No, You Couldn’t Land A Passenger Plane

“I’d say the most likely scenario would be a semi-controlled crash,” an airline pilot tells GQ.

No You Couldnt Land A Passenger Plane

Photographs: Getty Images; Collage: Gabe Conte

In November 2022, X (formerly Twitter) user @ImagineAGuy tweeted, “i think all men sincerely believe they could safely land a commercial airliner in an emergency situation with only air traffic control to walk them through it.”

The post racked up 55,000 likes, but it wasn’t until recently that the idea migrated to TikTok, where users asked the men in their lives if they believed they could land a passenger plane in an emergency. The answer, more often than not? “Yes.”

A YouGov study released in January backs this up: One in three Americans believe they could safely land a passenger airplane. Among men, that percentage jumps to 46. And indeed, some average Joes have in fact recently pulled this off. Last spring, a pilot became incapacitated on a flight from the Bahamas and a passenger with no prior flying experience, Darren Harrison, stepped up. He safely landed the plane with guidance from Air Traffic Control, in what’s known as a talk-down landing. In July, a 68-year-old woman landed a Piper Meridian Turbo Prop six-seat plane in Martha’s Vineyard after the pilot suffered a medical emergency.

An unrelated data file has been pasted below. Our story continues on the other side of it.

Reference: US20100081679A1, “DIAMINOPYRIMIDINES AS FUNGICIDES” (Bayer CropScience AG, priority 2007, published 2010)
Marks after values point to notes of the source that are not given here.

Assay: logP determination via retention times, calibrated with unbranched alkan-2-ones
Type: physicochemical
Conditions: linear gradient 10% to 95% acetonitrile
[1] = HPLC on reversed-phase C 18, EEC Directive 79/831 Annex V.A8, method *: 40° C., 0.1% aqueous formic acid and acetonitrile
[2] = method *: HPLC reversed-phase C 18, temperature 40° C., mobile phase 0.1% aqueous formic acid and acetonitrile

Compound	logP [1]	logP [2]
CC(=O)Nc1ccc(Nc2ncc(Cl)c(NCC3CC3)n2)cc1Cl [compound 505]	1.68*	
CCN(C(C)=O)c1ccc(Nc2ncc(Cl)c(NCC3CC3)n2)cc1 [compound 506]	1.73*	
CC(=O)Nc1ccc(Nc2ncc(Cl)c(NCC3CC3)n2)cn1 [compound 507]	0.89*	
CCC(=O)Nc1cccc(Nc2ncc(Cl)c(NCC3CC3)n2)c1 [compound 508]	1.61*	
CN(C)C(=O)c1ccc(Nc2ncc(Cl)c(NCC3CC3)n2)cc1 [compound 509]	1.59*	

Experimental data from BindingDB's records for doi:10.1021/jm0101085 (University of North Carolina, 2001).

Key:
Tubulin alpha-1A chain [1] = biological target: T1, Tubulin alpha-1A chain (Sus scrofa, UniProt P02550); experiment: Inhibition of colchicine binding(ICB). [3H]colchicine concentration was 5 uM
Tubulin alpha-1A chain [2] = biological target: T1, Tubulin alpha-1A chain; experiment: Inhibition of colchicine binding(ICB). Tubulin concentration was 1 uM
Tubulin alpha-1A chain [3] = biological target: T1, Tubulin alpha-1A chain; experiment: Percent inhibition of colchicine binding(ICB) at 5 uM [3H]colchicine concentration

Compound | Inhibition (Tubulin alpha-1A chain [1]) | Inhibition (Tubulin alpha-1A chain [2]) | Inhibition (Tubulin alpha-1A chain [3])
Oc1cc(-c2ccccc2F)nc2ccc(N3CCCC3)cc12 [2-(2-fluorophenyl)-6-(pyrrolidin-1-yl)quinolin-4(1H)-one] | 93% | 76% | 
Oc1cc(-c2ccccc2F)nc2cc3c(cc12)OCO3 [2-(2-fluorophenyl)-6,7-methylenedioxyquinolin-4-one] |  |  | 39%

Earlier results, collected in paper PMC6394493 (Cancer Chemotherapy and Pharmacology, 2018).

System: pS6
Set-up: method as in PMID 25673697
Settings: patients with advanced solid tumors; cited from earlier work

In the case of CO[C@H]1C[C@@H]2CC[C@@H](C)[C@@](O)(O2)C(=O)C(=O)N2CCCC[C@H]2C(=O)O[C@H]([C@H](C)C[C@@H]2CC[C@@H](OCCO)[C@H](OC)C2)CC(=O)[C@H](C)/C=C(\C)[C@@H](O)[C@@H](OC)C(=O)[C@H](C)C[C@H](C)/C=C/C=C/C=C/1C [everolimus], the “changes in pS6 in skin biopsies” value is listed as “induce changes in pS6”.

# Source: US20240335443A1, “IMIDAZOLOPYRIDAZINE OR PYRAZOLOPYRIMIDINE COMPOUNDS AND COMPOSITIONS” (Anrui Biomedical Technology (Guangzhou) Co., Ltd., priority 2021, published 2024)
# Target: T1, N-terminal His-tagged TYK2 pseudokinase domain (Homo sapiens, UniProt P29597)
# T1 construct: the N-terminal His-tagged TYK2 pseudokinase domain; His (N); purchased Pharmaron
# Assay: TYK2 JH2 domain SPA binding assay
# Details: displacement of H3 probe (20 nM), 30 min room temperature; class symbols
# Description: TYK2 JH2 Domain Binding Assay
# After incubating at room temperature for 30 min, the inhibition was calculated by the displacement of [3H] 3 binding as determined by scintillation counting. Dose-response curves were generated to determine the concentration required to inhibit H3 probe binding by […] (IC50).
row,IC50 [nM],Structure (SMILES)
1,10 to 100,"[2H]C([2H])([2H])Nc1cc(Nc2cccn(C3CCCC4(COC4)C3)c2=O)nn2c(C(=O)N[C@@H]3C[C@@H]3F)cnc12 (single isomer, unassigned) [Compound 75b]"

This is not, however, an open-and shut case of dudes (and retirement-age women) rock. In the event of an untrained passenger taking the cockpit, a passenger-jet pilot with eighteen years of experience flying planes and a job with a legacy airline tells GQ, “the most likely scenario would be a semi-controlled crash.”

“New pilots typically need about 50-60 hours of flight time to earn their initial private pilot license,” the pilot, who asked to remain anonymous, explains over email, and “the most time-consuming aspect of the process is practicing landings.”

If it ever does come down to just one guy in a cockpit in an airliner—and it’s not Idris Elba in Hijack—autopilot could likely handle most of the work, taking the aircraft all the way to touchdown and roll out. Autoland, which automates the approach, touch down, brakes and ground spoilers, is “very effective” under the right weather conditions, retired airline captain John Cox told USA Today in 2014.

But should an untrained passenger attempt a landing unassisted? “Get too slow, the wings no longer produce lift and the plane begins to fall out of the sky,” the pilot explains. “Get too fast, you’re going to have a hard time getting it on the ground and would likely run off the runway.”

“As guys, I think we’re instinctively fearless and confident we can handle most/all heavy machinery,” he continues. “Just picture the ‘hold my beer’ person at a party.”

Half of us agree the cockpit’s dashboard of flashing buttons is best left in the hands of a professional. As for the other half, well, they may think they can land a plane, but they definitely can’t unlock a cockpit.

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